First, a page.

United States v. Savage Truck Line, Inc., 209 F.2d 442, 445 (4th Cir.1953). In 2000, the Supreme Judicial Court of Maine reaffirmed the Savage rule, noting that the policy behind it is “well founded.” Decker v. New England Public Warehouse, Inc., 749 A.2d 762, 766 (Me.2000). The Decker court also noted that the Savage rule has been adopted by the majority of modern courts. Id. at 767. See also Smart v. Am. Welding & Tank Co., 149 N.H. 536, 826 A.2d 570 (N.H.2003); Brashear v. Liebert Corp., 2007 Ohio 296 (Ohio Ct.App.2007); W.J. Casey Trucking & Rigging Co. v. General Electric Co., 151 N.J.Super. 151, 376 A.2d 603, (N.J.Super. Ct. Law Div.1977). Pursuant to the Savage rule, even if Defendant was negligent in the loading of Plaintiff’s truck, Defendant would not be liable if the improper loading was apparent.


There are no decisions from Michigan courts regarding the Savage rule. In the absence of controlling state law:

A federal district court sitting in diversity of citizenship jurisdiction may consider all of the available legal sources. This principle embraces … judicial decisions from other jurisdictions whose doctrinal approach to legal matters is substantially the same as that of the forum state, [and] the majority rule on the point in issue as reflected in a canvas of the prevailing law on the point throughout the county ….


Wright, Miller & Cooper, Federal Practice and Procedure: Jurisdiction 2d §  4507, 191-99 (1996). As noted above, a majority of modern courts have accepted the Savage rule, and Plaintiff has not produced any opinions rejecting it. The Sixth Circuit has also quoted Savage favorably. Pierce v. Cub Cadet Corp., No. 87-5936, 875 F.2d 866, (6th Cir.1989). Furthermore, the Sixth Circuit has held that carriers, not shippers, are liable for injuries sustained during the unloading of cargo, unless the shipper had exclusive control over the loading of the cargo. Rector v. General Motors Corp., 963 F.2d 144, 147 (6th Cir.1992). The Sixth Circuit noted that “federal regulations state that ‘the driver of a truck or truck tractor must … assure himself that’ his vehicle’s cargo is properly distributed and adequately secured.” Id. (quoting 49 C.F.R. §  392.9(b)). The Sixth Circuit held that “[w]hile not dispositive, this regulation is indicative of the proper allocation of duty as between a common carrier and a shipper for the proper loading of goods.” Id. Thus, the ultimate responsibility for ensuring that a load is safely loaded generally lies with the carrier.


Likewise, in its recent affirmation of the Savage rule, the Ohio Court of Appeals relied in part on federal regulations for support of the proposition that the carrier bears the duty to ensure that cargo has been properly loaded.  Brashear, 2007 Ohio 296 at *8. The Brashear court held that “the shipper is liable for defects that are latent and concealed and cannot be discerned by ordinary observation by the agents of the carrier; if the improper loading is apparent, however, the carrier will be liable notwithstanding that the shipper was negligent.” Id. at *8-*9.


Michigan has adopted as state law the federal regulation cited by the Sixth Circuit in Rector. See M.C.L. §  480.11a. As noted by the Sixth Circuit, this regulation is not dispositive, but tends to indicate that the responsibility for safe loading lies with the carrier. Furthermore, as noted above, the Savage rule is the majority rule. Thus, the Court will analyze this case using the Savage rule.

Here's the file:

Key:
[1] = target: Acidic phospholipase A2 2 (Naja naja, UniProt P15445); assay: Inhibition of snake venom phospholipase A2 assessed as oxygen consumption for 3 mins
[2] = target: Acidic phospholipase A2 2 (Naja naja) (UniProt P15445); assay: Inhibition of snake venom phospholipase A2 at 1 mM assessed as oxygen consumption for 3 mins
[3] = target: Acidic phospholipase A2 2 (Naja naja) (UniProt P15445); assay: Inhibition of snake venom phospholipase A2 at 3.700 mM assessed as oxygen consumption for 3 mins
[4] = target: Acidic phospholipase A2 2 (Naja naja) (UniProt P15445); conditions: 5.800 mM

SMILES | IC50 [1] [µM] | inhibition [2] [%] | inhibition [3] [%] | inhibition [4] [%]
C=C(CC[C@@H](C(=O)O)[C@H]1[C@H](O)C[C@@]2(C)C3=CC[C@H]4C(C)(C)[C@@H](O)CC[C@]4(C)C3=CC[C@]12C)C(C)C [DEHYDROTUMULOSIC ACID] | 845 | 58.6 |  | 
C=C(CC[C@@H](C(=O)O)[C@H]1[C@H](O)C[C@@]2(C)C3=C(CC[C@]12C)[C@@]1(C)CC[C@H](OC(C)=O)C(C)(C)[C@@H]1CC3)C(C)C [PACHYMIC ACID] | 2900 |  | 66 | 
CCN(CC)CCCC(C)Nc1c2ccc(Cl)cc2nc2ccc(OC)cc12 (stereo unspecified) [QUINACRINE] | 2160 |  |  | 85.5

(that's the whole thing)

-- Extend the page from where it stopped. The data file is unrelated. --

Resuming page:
A. Issues of Material Fact


Defendant concedes that there are genuine issues of material fact regarding whether friction matting was used, and whether the absence of friction matting caused the accident. However, Defendant argues that the alleged lack of friction matting was not a latent defect, and Plaintiff did not inspect the load. Pursuant to the Savage rule, shippers are liable for negligent loading only if the “negligence was undiscoverable through a reasonable safety inspection.” Decker, 749 A.2d at 767. However, the Savage rule “does not demand abnormal scrutiny from carriers. It matters little if an extensive carrier inspection would have uncovered the shipper’s negligent loading if a reasonable inspection by the carrier did not disclose the problem.” Id. Defendant notes that Plaintiff remained on the ground while inspecting the trailer, and did not climb into it.


In response, Plaintiff argues that the friction matting was narrower than the paper rolls, and would have been completely covered by the rolls. Thus, the lack of friction matting would not have been apparent to Plaintiff even had he climbed into the trailer to inspect the load.


Defendant has not provided any evidence that a reasonable inspection would have detected a lack of friction matting, other than its conclusory assertions. Viewing the evidence in the light most favorable to Plaintiff, the Court finds that there is a genuine issue of material fact regarding whether a lack of friction matting would have been detectable through a reasonable inspection. Thus, Defendant’s motion for summary judgment is denied.





For the above reasons, Defendant’s motion for summary judgment is DENIED.



Great West Casualty v. State of La

Court of Appeal of Louisiana,First Circuit.

GREAT WEST CASUALTY CO., Kokesch Trucking, Inc., and Stan Koch & Sons, Inc.